by Matthew Johnson
The last decade has been a time of radical change in content ecosystem. Users used to primarily consumed branded content thru one or few of “on-domain” channels like somecompany.com. This hub and spoke ecosystem focused on how to lure as many potential or current users to on-domain properties to consume content that conveys the company’s value proposition. Companies presented online users with emails, micro-sites, and advertising with the goal of getting as many users to click thru into their “walled garden” (large .com sites). Within these large walled gardens companies could leverage web content management tools to share/distribute large blocks of html and metadata across organizational silos. However, times have changed, the advent of web 2.0 and social media changed how content is being consumed. Walled gardens that follow traditional on-domain methodologies are being torn down and in its place are social media, open networks, new aggregators, API frameworks, and widgets. A critical success factor is no longer based on getting people click thru to on-domain content but how well content has spread virally across the Internet using a channel most relevant to a user.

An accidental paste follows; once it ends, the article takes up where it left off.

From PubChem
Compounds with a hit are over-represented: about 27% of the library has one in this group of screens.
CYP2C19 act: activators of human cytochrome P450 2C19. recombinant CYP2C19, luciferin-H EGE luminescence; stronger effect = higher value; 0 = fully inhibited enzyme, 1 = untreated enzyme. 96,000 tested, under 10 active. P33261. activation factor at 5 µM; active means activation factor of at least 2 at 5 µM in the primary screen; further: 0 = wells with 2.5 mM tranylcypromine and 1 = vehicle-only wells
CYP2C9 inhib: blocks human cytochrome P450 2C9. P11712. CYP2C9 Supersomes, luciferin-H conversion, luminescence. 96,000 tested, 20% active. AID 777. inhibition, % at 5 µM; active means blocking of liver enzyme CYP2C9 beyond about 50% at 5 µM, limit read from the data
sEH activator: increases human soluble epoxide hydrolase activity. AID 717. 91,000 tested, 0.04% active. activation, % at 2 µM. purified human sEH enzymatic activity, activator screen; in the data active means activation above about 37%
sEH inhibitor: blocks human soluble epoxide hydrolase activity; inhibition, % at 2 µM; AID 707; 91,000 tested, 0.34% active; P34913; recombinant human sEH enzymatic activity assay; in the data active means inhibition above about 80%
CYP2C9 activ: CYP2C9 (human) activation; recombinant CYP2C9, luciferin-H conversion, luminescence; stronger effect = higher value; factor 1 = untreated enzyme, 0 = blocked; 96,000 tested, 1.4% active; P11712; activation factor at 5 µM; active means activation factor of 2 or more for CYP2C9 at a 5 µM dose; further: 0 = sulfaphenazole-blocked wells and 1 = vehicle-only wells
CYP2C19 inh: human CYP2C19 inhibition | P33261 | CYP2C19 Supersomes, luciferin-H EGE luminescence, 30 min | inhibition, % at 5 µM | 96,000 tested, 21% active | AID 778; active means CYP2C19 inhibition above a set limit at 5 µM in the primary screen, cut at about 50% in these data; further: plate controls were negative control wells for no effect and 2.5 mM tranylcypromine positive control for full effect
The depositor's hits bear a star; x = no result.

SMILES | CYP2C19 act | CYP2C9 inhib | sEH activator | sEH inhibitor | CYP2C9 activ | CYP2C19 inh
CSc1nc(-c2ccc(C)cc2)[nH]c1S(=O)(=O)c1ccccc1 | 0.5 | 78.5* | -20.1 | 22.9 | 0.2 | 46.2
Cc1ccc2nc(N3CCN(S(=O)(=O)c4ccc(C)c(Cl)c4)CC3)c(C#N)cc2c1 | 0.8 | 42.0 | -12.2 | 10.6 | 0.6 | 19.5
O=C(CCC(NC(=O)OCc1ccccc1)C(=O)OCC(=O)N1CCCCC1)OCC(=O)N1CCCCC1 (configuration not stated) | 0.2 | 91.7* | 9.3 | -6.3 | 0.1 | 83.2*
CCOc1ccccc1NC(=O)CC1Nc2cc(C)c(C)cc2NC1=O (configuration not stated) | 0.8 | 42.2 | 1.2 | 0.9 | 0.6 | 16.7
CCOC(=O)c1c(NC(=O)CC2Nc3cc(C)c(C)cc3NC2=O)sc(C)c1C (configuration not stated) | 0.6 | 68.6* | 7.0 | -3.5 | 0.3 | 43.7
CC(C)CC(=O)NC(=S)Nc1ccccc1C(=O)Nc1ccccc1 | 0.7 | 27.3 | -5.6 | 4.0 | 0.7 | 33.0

However, many CMS solutions unintentionally bind content to specific channels of consumption, aka blabla.com. Content Types created in Interwoven, Drupal, Alfresco, SiteCore, and other products need to be strategically created to anticipate and plan for new and developing channels of content distribution. Content types needs to house semantic and simple content to alleviate distribution across news sites, facebook, mobile apps/mobile web, and emerging channels like XBoxes, Digital Signage, Set top boxes, podcasts, etc.. I see the issue over and over again, companies create a global content types to meet a current or generalized need and then start up the content production line using dreamweaver or WYSIWYG editors. Content which looks like it can be reused, cannot be reused because the content types do not provide the metadata, guidelines, governance, structure to give the content agility. Content should always try to be agnostic of channel. Content should be so semantic that is can be easily dropped and restyled using CSS or XML transformations. I can say it over and over again, its all about the content types and their hierarchies. CMS projects should not always jump straight into technical integration and performance testing. True performance is how you expand the reach of your content across the web, not drive to a specific site.